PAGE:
The Serapeum was a vast temple and associated complex built at the foot of the acropolis of Pergamum during the reign of the Roman Emperor Hadrian. The temple was dedicated to the worship of the Greaco-Egyptian god Serapis and to the Egyptian goddess Isis. The temple complex was huge and had to cross the nearby Selinus river supported by two very large vaulted tunnels which channel the waters to this day. The majority of the courtyard lies under the modern town buildings to the west of the temple. Originally covered with marble facings only the red brick superstructure of the temple remains. During the late Roman/early Byzantine period a church dedicated to St John was built inside the main temple. The church is in poor preservation when compared to the surrounding temple. However due to the instability of the remaining structure of the temple it is not possible to enter it and view the church remains. The temple is flanked by two contempraneous rotunda, one of which is a functioning mosque while the other is open to the general public.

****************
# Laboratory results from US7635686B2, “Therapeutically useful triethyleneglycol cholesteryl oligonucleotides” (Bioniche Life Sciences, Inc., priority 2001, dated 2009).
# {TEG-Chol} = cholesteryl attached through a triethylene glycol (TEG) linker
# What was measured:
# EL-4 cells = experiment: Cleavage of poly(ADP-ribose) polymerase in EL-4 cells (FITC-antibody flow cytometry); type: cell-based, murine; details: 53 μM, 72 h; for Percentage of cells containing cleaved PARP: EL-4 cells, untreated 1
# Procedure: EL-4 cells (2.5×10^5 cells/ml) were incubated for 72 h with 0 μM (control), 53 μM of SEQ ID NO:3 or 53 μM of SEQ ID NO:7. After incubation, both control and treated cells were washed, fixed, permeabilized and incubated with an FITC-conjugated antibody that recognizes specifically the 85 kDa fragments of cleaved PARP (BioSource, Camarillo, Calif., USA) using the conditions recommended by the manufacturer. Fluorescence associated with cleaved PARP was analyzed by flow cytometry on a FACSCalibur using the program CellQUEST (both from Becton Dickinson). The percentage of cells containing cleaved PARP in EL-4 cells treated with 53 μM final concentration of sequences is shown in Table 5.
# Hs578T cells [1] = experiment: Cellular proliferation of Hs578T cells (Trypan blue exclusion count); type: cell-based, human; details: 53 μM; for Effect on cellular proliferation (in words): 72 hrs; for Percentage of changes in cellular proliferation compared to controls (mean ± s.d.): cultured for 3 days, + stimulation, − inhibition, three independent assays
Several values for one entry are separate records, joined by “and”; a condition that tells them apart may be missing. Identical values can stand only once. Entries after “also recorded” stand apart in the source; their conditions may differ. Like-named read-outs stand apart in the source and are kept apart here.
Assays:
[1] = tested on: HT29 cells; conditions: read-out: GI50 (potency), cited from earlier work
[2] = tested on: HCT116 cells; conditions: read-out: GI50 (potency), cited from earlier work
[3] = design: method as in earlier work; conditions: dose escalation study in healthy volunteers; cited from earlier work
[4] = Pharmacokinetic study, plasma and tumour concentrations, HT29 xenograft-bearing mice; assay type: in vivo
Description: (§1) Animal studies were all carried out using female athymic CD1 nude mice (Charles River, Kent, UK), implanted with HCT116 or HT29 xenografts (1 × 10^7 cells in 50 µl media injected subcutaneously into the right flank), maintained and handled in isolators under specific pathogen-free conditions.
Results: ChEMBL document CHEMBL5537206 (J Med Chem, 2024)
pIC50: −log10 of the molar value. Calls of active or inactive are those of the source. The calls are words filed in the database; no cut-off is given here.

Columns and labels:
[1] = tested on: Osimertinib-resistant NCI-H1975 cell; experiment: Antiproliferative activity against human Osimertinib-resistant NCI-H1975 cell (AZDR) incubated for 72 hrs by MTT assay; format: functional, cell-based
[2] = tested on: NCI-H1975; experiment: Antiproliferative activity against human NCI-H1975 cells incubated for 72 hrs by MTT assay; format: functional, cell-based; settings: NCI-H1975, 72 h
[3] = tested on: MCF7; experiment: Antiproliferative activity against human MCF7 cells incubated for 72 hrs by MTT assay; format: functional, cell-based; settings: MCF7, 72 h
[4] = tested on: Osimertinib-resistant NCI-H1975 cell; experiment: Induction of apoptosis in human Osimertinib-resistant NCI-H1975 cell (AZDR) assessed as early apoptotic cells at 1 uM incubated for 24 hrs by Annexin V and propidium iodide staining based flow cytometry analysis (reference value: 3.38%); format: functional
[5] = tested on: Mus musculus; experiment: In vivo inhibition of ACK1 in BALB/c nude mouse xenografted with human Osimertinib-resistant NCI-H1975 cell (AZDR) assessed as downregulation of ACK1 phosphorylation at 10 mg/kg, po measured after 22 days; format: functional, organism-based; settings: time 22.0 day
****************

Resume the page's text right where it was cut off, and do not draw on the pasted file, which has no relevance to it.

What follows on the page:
Date of Visit
1st to 15th July 2012
Joshua Bryant, “Serapeum/The Red Basilica, Pergamum,” Architecture and Asceticism, accessed December 2, 2023, https://architectureandasceticism.exeter.ac.uk/items/show/234.